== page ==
László Moholy-Nagy (1895-1946)
SRho 1
signed titled and dated 'L. MOHOLY=NAGY SRho 1 (1936)' (on the reverse of the rhodoïd); signed, inscribed, titled, dated and marked with a diagram 'L. Moholy=Nagy Rhodoid (schwarz) SRho 1 (1936)' (on the reverse of the panel)
oil and incising on rhodoïd mounted by the artist on painted panel
Rhodoïd: 31 x 25 ¼ in. (78.9 x 64.1 cm.)
Panel: 36 x 34 in. (91.4 x 86.4 cm.)
Executed in 1936
Felix Witzinger, Switzerland (acquired from the artist, 1936).
Private collection, Switzerland (by descent from the above); sale, Christie's, London, 8 February 2005, lot 371.
Acquired at the above sale by the present owner.
London, Tate Modern; Kuntshalle Bielefeld and New York, Whitney Museum of Art, Albers and Moholy-Nagy: From the Bauhaus to the New World, March 2006-January 2007, p. 135, no. 98 (illustrated in color, p. 134).
Berlin, Galerie Berinson, Bauhaus, May-August 2008.
Frankfurt, Schirn Kunsthalle, László Moholy-Nagy: Retrospective, October 2009-February 2010, p. 183 (illustrated in color, p. 146).
Madrid, Círculo de Bellas Artes PHE10; Berlin, Martin-Gropius-Bau, Gemeentemuseum Den Haag and Ludwig Múzeum Budapest, László Moholy-Nagy: The Art of Light, June 2010-September 2011, p. 255 (illustrated in color, p. 185).

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Lot Essay

Hattula Moholy-Nagy has confirmed the authenticity of this work.

Please note this work has been requested for the forthcoming Moholy-Nagy retrospective in 2016-2017 jointly organized by The Solomon R. Guggenheim Museum, The Los Angeles County Museum of Art and Art Institute of Chicago.

As a young artillery officer in the First World War, convalescing from a battle wound and sepsis, Moholy-Nagy wrote in a poem, “Come over me, proud Light, fierce Light, burn deep” (quoted in S. Moholy-Nagy, Moholy-Nagy: Experiment in Totality, Cambridge, Mass., 1969, p. 11). A passion for light, as a powerful sensation, an aesthetic ideal, and in a most profoundly philosophical sense as well, became the all-consuming quest in Moholy’s life and art. He sought to create, not merely with colors, but with light itself.
The result of Moholy’s early research and experimentation was The Light Prop, which he later called his Light-Space Modulator, an electrically-driven construction of mechanical elements capable of generating kinetic light displays, which he first demonstrated in 1930. “I felt like a sorcerer’s apprentice,” the artist wrote. “The mobile was so startling in its coordinated motions and space articulations of light and shadow sequences that I almost believed in magic. I learned much...for my later painting, photography and motion pictures” (Abstract of an Artist, New York, 1947, p. 80).
Germany had become Moholy’s second home after he left his native Hungary to escape the turmoil there following the abortive Soviet-style revolution at the end of the war. Born to Jewish parents, and surely soon to be proscribed by the Nazis as a “degenerate” artist, Moholy left Germany in 1934 for Amsterdam. He moved to London in May 1935, where he worked on commercial projects for Imperial Airways, London Transport, and the film director Alexander Korda.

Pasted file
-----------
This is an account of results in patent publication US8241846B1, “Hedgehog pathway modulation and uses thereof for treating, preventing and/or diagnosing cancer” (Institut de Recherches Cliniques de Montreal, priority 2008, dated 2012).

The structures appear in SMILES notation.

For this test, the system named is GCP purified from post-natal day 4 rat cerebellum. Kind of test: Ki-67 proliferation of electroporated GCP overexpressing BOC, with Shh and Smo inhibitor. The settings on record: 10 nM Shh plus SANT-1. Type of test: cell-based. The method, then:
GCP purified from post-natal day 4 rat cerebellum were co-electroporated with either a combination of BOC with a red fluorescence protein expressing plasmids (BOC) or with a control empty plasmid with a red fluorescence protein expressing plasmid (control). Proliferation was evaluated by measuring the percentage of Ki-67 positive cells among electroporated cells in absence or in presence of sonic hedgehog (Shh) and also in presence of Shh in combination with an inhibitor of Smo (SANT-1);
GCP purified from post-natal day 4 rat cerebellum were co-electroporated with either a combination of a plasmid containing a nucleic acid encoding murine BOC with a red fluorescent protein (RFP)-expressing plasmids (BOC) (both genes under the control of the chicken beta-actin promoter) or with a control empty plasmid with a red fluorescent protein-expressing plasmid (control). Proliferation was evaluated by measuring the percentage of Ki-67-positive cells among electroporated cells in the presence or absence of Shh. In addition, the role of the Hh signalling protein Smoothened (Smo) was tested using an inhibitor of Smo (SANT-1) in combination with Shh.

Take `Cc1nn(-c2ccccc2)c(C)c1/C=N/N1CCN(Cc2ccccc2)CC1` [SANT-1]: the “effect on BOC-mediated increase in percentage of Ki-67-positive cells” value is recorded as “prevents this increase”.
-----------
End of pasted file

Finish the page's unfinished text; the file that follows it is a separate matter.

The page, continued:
“Late in 1935 Moholy brought home a large sheet of Rhodoid, a plastic of vitreous transparency [newly invented and produced by the British firm May & Baker Ltd]. On it he painted his first ‘light modulator’,” Sibyl, the artist’s second wife, recounted. Employing the abstract elements he had painted on a canvas the year before, “he mounted the transparent sheet on a white plywood background, then compared the two-dimensional effect of the canvas and the three-dimensional effect of the light modulator” (op. cit., 1969, pp. 129-130). Light passed through the raised, partly etched and painted plastic sheet to create shadows that shifted–depending the position of the light source and the viewer’s vantage point–on the white wooden mount behind it. As in the stained-glass windows of Gothic cathedrals, but with the benefit of modern technology, color and light had become one–the artist was painting with light.
Moholy created the present rhodoid painting the following year, not, in this instance, on a transparent sheet, but on one dyed a deep nocturnal black, on which he thickly painted in oils the large white lunar orb and the floating capsular elements in the primary colors red, yellow and blue, seeking to induce optimum contrast in the sensation of every aspect of the composition–as color, space, form, line and surface texture. The “spray” of incised lines suggests that the great white body is spinning in motion. Moholy connected all of these formal elements as if in some grandly synergetic, cosmic order; the encompassing blackness of the supporting panel intensifies these dramatic effects.
“You might find it strange that I keep ‘painting pictures’ although so much of my belief is tied up with a future of painting with light, and bringing the whole range of technical equipment into the artist’s workshop,” Moholy wrote to František Kalivoda in 1936. “I started out by rediscovering the visual fundamentals of space, color, texture, form and plasticity–open to every human being. I have always to go back to these recharge my willingness to go beyond. To keep one from tearing one’s nerves in all directions there must be the calm of tangible achievement–the one problem solved. For me it is abstract painting” (quoted in J. H. Caton, The Utopian Vision of Moholy-Nagy, Ann Arbor, 1984, p. 55).

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